Than a long thousand years of vulgar hours. Of that infernal devil, that old fiend,

Why was such happiness not given me pure? That's damn’d himself, and would undo mankind. Why dashed with cruel wrongs, and bitter warnLast night, my love!

ings? Jaf. Name it not again!

Come, lead me forward, now, like a tame lamb t shews & beastly image to my fancy,

To sacrifice. Thus, in his fatal garlands Will wake me into madness. 'Oh, the villain! Decked fine and pleased, the wanton skips and Chat durst approach such purity as thine

plays, In ternis so vile: Destruction, swift destruction, Trots by the enticing flattering priestess' side, all on my coward head, and make my name And much transported with its little pride, The common scorn of fools, if I forgive him! Forgets his dear companions of the plain ; TI forgive him? If I not revenge

Till, by her bound, he's on the altar lain, With utmost rage, and most unstaying fury, Yet then too hardly bleats, such pleasure's in the Thy sufferings, thou dear darling of my life.

pain. Bel. Delay no longer then, but to the senate, Ind tell the dismallest story ever uttered:

Enter Officer and Sir Guards. Tell them what bloodshed, rapines, desolations, Offi. Stand! who goes there? lave been prepared: how near’s the fatal hour. Bel. Friends. Save thy poor country, save the reverend blood Jaf. Friends, Belvidera! Hide me from my Of all its nobles, which to-inorrow's dawn

friends! Must else see shed. Save the poor tender lives By Heaven, I would rather see the face of hell, Of all those little infants, which the swords

Than meet the man I love. Of murderers are whetting for this moment.

Offi. But what friends are you? Think, thou already hear'st their dying screams;

Bel. Friends to the senate, and the state of Think, that thou seest their sad distracted mo

Venice. thers,


. My orders are to seize on all I find Kneeling before thy feet, and begging pity

At this late hour, and bring them to the council, With torn dishevelled hair, and streaming eyes,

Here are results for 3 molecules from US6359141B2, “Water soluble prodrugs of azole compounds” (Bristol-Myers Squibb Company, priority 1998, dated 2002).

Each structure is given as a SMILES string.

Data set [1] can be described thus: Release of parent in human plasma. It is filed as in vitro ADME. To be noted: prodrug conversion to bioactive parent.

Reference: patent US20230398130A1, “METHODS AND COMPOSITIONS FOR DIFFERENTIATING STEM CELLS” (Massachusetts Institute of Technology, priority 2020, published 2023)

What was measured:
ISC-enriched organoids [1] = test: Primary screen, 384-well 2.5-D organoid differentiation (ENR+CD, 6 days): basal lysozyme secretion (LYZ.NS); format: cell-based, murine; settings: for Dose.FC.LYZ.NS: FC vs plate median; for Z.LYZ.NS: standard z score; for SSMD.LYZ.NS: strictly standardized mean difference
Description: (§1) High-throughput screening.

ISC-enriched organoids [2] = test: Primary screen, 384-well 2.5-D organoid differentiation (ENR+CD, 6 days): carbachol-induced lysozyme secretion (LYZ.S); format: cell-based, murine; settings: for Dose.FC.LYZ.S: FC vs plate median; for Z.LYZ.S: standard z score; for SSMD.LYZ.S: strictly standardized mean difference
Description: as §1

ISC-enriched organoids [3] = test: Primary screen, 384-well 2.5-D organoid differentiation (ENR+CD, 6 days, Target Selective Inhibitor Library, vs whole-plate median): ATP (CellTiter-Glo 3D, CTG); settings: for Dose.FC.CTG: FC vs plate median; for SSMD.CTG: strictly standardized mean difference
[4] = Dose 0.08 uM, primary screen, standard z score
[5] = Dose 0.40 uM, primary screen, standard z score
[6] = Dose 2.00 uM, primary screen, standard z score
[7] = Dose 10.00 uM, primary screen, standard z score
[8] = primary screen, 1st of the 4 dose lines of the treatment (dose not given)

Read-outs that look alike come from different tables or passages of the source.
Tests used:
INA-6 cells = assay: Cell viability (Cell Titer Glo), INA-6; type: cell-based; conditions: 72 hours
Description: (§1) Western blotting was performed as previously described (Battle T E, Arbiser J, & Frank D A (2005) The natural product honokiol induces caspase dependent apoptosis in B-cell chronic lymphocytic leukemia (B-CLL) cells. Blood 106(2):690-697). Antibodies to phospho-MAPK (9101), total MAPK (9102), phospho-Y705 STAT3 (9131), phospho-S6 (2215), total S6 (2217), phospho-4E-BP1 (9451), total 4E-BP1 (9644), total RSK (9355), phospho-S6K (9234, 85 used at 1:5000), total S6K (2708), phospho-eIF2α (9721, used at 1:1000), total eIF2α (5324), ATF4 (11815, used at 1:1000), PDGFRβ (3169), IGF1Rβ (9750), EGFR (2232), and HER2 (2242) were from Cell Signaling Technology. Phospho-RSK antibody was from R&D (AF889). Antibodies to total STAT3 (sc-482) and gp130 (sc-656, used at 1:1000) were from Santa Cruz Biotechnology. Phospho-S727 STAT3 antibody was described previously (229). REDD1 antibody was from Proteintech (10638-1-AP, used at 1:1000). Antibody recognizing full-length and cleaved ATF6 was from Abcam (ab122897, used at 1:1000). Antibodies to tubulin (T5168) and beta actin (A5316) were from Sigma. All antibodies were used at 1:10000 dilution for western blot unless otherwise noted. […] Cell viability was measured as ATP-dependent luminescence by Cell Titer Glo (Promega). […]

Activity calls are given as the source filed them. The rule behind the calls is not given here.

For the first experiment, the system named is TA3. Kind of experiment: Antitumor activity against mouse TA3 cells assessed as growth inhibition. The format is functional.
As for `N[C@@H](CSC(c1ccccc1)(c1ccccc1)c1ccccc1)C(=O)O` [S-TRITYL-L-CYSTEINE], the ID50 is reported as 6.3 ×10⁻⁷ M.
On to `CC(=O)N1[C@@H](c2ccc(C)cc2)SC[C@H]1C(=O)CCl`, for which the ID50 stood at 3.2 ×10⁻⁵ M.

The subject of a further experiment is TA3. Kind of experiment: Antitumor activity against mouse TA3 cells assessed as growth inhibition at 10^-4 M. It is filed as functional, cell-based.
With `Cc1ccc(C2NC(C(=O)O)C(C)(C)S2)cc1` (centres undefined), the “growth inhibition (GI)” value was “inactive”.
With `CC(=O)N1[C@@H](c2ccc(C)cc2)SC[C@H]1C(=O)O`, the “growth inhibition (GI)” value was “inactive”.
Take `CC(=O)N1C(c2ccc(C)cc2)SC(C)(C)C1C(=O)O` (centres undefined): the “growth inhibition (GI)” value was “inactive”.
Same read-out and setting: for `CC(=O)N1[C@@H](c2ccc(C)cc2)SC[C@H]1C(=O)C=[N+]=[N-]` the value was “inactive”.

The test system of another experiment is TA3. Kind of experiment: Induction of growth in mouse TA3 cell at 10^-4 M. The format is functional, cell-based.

Who are now sitting. Their naked mangled breasts besıneared with Jaf. Sir, you shall be obeyed. blood,

Hold, brute,

stand off! none of your paws upon me. And even the milk, with which their fondled babes Now, the lot's cast, and, Fate, do what thou wilt. Softly they hushed, dropping in anguish from them;

(Exeunt guardedo Think thou seest this,

and then consult thy heart.
. Think too, if you lose this present minute,

What miseries the next day brings upon thee:
Imagine all the horrors of that night;

The Senate-House, where appear sitting the Duke Murder and rapine, waste, and desolation,

of VENICE, PRIULI, ANTONIO, and eight other

Senators. Confusedly raging: Think, what then may prove My lot; the ravisher may then come safe, Duke. Antony, Priuli, senators of Venice, And, 'midst the terror of the public ruin, Speak, why are we assembled here this night!

Jaf. Oh!

tell you,

May you

What have you to inform us of, concerns Into confessions: but a steady mind
The state of Venice' honour, or its safety? Acts of itself, ne'er asks the body counse!.
Pri. Could words express the story I have to Give him the torture ! Name but such a thing

Again, by heaven I'll shut these lips for ever. Fathers, these tears were useless; these sad tears, Not all your racks, your engines, or your wheels That fall from my old eyes;

but there is cause Shall force a groan away, that you may guess it. We all should weep, tear off these purple robes, Ant. A bloody-minded fellow, I'll warrant; 1 And wrap ourselves in sackcloth, sitting down damn'd bloody-minded fellow. On the sad earth, and cry aloud to heaven : Duke. Name your conditions. Heaven knows, if yet there be an hour to come, Juf. For myself full pardon, Ere Venice be no more.